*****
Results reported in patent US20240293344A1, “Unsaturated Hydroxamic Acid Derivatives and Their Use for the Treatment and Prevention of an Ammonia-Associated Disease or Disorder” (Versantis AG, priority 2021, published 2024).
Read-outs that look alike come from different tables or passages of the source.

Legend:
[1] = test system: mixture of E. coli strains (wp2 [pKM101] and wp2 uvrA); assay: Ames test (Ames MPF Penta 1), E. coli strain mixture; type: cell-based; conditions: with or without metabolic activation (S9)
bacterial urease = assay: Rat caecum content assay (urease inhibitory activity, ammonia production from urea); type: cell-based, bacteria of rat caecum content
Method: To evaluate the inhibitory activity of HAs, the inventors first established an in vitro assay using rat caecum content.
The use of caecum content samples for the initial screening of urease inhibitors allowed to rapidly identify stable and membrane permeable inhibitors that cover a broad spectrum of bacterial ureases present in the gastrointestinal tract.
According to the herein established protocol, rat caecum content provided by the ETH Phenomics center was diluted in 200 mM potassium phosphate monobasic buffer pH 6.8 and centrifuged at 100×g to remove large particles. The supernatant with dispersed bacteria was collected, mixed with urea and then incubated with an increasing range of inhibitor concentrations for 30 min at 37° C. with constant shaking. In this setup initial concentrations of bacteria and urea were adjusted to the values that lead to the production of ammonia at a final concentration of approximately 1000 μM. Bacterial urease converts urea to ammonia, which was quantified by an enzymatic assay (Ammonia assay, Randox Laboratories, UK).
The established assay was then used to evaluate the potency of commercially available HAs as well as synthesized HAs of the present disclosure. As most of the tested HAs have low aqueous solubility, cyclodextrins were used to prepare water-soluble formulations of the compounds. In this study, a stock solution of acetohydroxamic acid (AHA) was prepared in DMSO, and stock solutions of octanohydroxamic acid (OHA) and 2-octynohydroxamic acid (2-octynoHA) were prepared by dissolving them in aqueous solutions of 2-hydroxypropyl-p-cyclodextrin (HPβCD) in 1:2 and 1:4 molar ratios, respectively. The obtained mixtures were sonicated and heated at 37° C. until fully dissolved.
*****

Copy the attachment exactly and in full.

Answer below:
Results reported in patent US20240293344A1, “Unsaturated Hydroxamic Acid Derivatives and Their Use for the Treatment and Prevention of an Ammonia-Associated Disease or Disorder” (Versantis AG, priority 2021, published 2024).
Read-outs that look alike come from different tables or passages of the source.

Legend:
[1] = test system: mixture of E. coli strains (wp2 [pKM101] and wp2 uvrA); assay: Ames test (Ames MPF Penta 1), E. coli strain mixture; type: cell-based; conditions: with or without metabolic activation (S9)
bacterial urease = assay: Rat caecum content assay (urease inhibitory activity, ammonia production from urea); type: cell-based, bacteria of rat caecum content
Method: To evaluate the inhibitory activity of HAs, the inventors first established an in vitro assay using rat caecum content.
The use of caecum content samples for the initial screening of urease inhibitors allowed to rapidly identify stable and membrane permeable inhibitors that cover a broad spectrum of bacterial ureases present in the gastrointestinal tract.
According to the herein established protocol, rat caecum content provided by the ETH Phenomics center was diluted in 200 mM potassium phosphate monobasic buffer pH 6.8 and centrifuged at 100×g to remove large particles. The supernatant with dispersed bacteria was collected, mixed with urea and then incubated with an increasing range of inhibitor concentrations for 30 min at 37° C. with constant shaking. In this setup initial concentrations of bacteria and urea were adjusted to the values that lead to the production of ammonia at a final concentration of approximately 1000 μM. Bacterial urease converts urea to ammonia, which was quantified by an enzymatic assay (Ammonia assay, Randox Laboratories, UK).
The established assay was then used to evaluate the potency of commercially available HAs as well as synthesized HAs of the present disclosure. As most of the tested HAs have low aqueous solubility, cyclodextrins were used to prepare water-soluble formulations of the compounds. In this study, a stock solution of acetohydroxamic acid (AHA) was prepared in DMSO, and stock solutions of octanohydroxamic acid (OHA) and 2-octynohydroxamic acid (2-octynoHA) were prepared by dissolving them in aqueous solutions of 2-hydroxypropyl-p-cyclodextrin (HPβCD) in 1:2 and 1:4 molar ratios, respectively. The obtained mixtures were sonicated and heated at 37° C. until fully dissolved.